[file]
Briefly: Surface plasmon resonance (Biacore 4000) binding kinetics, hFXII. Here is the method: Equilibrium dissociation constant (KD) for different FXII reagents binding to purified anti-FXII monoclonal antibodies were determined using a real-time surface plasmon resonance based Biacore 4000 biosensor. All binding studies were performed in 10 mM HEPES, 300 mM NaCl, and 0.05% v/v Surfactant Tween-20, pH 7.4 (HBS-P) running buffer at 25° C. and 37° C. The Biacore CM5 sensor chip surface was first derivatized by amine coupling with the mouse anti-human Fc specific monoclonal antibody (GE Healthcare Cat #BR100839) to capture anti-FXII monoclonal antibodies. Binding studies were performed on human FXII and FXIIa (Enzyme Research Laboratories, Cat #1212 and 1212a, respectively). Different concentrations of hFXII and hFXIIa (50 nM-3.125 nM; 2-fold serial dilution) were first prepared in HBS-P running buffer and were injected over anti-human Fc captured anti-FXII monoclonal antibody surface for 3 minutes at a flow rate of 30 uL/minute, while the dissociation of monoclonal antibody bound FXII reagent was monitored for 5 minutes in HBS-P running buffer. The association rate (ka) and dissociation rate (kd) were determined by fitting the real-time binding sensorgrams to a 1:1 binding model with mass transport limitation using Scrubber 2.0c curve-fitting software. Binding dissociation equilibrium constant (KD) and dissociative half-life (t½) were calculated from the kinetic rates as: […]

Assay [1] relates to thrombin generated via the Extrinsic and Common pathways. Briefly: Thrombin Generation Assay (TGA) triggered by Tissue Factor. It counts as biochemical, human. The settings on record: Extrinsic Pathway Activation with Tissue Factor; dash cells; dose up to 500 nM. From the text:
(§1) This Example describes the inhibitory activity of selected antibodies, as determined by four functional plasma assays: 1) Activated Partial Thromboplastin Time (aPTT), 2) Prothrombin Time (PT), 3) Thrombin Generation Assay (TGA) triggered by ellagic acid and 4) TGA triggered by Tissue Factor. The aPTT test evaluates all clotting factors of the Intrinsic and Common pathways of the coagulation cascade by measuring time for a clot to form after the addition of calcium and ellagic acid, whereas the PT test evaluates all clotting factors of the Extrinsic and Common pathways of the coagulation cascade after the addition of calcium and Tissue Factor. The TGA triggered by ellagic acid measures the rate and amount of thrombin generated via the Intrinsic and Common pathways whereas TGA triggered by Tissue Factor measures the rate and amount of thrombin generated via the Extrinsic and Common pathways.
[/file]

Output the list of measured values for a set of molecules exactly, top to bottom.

Briefly: Surface plasmon resonance (Biacore 4000) binding kinetics, hFXII. Here is the method: Equilibrium dissociation constant (KD) for different FXII reagents binding to purified anti-FXII monoclonal antibodies were determined using a real-time surface plasmon resonance based Biacore 4000 biosensor. All binding studies were performed in 10 mM HEPES, 300 mM NaCl, and 0.05% v/v Surfactant Tween-20, pH 7.4 (HBS-P) running buffer at 25° C. and 37° C. The Biacore CM5 sensor chip surface was first derivatized by amine coupling with the mouse anti-human Fc specific monoclonal antibody (GE Healthcare Cat #BR100839) to capture anti-FXII monoclonal antibodies. Binding studies were performed on human FXII and FXIIa (Enzyme Research Laboratories, Cat #1212 and 1212a, respectively). Different concentrations of hFXII and hFXIIa (50 nM-3.125 nM; 2-fold serial dilution) were first prepared in HBS-P running buffer and were injected over anti-human Fc captured anti-FXII monoclonal antibody surface for 3 minutes at a flow rate of 30 uL/minute, while the dissociation of monoclonal antibody bound FXII reagent was monitored for 5 minutes in HBS-P running buffer. The association rate (ka) and dissociation rate (kd) were determined by fitting the real-time binding sensorgrams to a 1:1 binding model with mass transport limitation using Scrubber 2.0c curve-fitting software. Binding dissociation equilibrium constant (KD) and dissociative half-life (t½) were calculated from the kinetic rates as: […]

Assay [1] relates to thrombin generated via the Extrinsic and Common pathways. Briefly: Thrombin Generation Assay (TGA) triggered by Tissue Factor. It counts as biochemical, human. The settings on record: Extrinsic Pathway Activation with Tissue Factor; dash cells; dose up to 500 nM. From the text:
(§1) This Example describes the inhibitory activity of selected antibodies, as determined by four functional plasma assays: 1) Activated Partial Thromboplastin Time (aPTT), 2) Prothrombin Time (PT), 3) Thrombin Generation Assay (TGA) triggered by ellagic acid and 4) TGA triggered by Tissue Factor. The aPTT test evaluates all clotting factors of the Intrinsic and Common pathways of the coagulation cascade by measuring time for a clot to form after the addition of calcium and ellagic acid, whereas the PT test evaluates all clotting factors of the Extrinsic and Common pathways of the coagulation cascade after the addition of calcium and Tissue Factor. The TGA triggered by ellagic acid measures the rate and amount of thrombin generated via the Intrinsic and Common pathways whereas TGA triggered by Tissue Factor measures the rate and amount of thrombin generated via the Extrinsic and Common pathways.